Friday, February 10, 2012

Simone Leigh:  You Don't Know Where Her Mouth Has Been

     You Don’t Know Where Her Mouth Has Been, an exhibition at The Kitchen gallery by sculptor and installation artist Simone Leigh, explores a wide range of themes in dramatic fashion.  Leigh weaves large-scale sculpture and video installation that mysteriously combine to create an alternate reality where ancient relics from the past meet a projection of a fictionalized futuristic world.  The elusive narrative unfolds against black gallery walls where carefully placed spotlights reveal three large chandelier-like sculptures.  The first of these, titled Queen Bee, dominates the space, presenting itself as a large hanging form made up of a cluster of smaller breast-like sculptures.  This peculiar bundle of orbs seems strangely out of context in its presentation and might normally only convey a sense of fertility and nurturing, feminine sexuality or maternal protection were it not for a more threatening presence evoked by several long TV antennas protruding from what look to be the forms’ gold and platinum nipples.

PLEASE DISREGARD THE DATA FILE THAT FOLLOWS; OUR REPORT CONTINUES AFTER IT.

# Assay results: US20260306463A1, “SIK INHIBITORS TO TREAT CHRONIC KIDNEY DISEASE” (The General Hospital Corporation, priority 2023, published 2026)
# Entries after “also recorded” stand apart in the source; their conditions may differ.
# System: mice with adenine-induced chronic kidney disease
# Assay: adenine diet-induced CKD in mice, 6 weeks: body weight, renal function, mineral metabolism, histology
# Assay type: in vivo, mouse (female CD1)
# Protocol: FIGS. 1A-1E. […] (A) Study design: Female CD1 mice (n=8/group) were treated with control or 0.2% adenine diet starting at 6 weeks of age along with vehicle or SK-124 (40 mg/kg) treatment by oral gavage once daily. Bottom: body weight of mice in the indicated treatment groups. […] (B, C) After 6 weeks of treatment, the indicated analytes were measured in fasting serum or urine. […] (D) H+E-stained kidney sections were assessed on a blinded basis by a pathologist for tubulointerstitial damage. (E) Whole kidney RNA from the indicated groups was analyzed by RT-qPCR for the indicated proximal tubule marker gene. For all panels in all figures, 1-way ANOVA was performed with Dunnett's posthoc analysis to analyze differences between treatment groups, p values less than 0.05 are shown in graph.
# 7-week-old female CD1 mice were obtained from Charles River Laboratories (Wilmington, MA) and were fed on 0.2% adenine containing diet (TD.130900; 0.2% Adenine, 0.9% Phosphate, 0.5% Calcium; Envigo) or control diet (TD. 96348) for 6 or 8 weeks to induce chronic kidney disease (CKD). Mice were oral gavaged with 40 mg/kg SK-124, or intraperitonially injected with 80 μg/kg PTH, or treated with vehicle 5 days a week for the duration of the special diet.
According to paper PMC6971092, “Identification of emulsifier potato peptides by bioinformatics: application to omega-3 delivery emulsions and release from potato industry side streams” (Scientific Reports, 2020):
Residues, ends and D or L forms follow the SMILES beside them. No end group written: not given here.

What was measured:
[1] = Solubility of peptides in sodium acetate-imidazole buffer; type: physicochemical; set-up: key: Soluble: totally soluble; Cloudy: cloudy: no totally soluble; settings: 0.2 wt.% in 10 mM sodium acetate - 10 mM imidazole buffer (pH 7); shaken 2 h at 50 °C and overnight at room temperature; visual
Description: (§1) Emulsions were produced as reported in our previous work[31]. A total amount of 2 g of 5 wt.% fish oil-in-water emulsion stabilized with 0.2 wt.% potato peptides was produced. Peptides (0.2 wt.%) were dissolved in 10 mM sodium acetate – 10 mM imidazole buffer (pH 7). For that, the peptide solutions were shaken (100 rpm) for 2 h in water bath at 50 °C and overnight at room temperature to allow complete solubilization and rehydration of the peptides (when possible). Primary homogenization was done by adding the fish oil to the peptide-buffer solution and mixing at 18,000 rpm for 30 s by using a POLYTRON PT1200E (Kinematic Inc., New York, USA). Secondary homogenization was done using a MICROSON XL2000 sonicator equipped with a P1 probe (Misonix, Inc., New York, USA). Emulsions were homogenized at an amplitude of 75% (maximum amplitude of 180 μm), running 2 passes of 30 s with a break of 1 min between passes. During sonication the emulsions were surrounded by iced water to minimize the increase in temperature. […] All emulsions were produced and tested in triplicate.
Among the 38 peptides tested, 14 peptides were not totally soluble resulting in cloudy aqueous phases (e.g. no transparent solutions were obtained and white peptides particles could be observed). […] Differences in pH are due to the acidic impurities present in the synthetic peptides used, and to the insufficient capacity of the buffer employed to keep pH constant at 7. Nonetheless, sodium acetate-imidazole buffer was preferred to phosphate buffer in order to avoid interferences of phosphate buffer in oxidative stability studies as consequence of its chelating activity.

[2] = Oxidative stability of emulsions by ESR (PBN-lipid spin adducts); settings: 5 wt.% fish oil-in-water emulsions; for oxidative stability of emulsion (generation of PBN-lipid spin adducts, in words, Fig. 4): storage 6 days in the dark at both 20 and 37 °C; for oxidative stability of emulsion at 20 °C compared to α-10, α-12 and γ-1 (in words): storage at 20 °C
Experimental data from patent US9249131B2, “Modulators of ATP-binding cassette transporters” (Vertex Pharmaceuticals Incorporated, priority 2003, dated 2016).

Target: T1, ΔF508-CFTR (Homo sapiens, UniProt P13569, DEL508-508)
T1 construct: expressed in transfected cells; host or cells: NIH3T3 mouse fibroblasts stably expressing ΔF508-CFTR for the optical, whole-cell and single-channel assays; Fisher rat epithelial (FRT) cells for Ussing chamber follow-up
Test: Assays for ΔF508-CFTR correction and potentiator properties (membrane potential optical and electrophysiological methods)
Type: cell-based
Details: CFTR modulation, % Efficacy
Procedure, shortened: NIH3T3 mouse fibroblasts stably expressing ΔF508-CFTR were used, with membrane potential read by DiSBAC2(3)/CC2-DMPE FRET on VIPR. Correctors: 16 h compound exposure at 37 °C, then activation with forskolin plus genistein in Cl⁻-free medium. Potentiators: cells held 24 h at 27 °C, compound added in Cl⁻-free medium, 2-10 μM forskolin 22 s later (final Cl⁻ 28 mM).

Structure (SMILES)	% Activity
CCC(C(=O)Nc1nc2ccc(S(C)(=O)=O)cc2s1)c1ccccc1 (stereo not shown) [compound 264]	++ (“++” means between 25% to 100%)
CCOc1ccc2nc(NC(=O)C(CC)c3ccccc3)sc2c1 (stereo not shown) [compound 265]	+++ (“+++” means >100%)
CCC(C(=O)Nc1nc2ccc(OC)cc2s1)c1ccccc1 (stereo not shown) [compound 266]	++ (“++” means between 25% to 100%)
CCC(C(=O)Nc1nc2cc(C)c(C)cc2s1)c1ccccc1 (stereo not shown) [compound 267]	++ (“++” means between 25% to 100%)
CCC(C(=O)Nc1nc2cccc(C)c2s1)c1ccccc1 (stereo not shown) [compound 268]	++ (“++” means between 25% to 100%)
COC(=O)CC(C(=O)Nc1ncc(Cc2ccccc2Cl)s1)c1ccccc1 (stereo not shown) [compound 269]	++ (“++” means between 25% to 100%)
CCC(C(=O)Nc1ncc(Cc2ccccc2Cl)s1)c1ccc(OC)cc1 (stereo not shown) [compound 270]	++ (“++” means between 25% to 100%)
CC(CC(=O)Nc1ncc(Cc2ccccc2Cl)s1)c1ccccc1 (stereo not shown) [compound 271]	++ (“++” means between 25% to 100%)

An unusual experience of time in this exhibition is enhanced by Leigh’s use of digital video alongside her artifacts that evoke the past in their use of terra cotta, gold and graphite.  Leigh creates a world where the archaic and an imagined version of the future are commingled in the present.  Her synthesis of anthropomorphic forms constructed from earthy materials collides with visions of the future creating a sense of timelessness that transcends the sum of the exhibitions references.

1 comment:

  1. I love your description of this exhibition as joining an ancient past with a futuristic sense, giving the space a timeless feel. That summarizes this show with keen accuracy. I also like how you described Simone Leigh’s Queen Bee, referencing both its feminine and threatening/aggressive impressions. These descriptions are spot-on.

    My only criticism is that labeling Simone Leigh as a sculptor is not entirely fitting. The term doesn’t fully encompass the video projections or the performance piece that she enacted after our visit. Reading “sculptor” in the first sentence, then reading later that digital video was also exhibited feels inconsistent.